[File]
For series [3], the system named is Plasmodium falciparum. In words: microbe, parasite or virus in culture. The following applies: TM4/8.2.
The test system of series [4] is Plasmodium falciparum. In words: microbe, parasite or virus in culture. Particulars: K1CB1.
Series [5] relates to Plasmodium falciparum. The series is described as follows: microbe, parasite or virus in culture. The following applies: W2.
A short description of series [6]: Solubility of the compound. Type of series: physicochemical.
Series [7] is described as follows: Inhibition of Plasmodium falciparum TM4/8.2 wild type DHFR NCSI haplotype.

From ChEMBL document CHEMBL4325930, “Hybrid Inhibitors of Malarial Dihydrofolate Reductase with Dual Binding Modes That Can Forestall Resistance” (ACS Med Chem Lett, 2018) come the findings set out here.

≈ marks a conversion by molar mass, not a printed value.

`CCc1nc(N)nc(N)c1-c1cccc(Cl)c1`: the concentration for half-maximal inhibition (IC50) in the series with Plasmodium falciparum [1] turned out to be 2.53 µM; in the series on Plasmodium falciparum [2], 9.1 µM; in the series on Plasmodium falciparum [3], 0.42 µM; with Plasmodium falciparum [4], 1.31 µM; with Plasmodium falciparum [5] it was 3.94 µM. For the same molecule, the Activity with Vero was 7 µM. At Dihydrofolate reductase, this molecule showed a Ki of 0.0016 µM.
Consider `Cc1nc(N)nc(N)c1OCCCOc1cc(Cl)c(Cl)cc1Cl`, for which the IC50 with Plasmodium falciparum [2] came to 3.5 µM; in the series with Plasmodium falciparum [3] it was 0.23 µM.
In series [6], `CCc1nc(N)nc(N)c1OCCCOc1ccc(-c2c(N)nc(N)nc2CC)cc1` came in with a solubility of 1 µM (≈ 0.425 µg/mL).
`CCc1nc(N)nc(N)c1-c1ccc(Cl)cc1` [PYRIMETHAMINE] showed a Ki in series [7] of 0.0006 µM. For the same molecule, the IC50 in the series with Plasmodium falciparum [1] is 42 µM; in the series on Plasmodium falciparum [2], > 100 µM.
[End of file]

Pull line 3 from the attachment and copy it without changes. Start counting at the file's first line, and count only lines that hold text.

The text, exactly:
Series [5] relates to Plasmodium falciparum. The series is described as follows: microbe, parasite or virus in culture. The following applies: W2.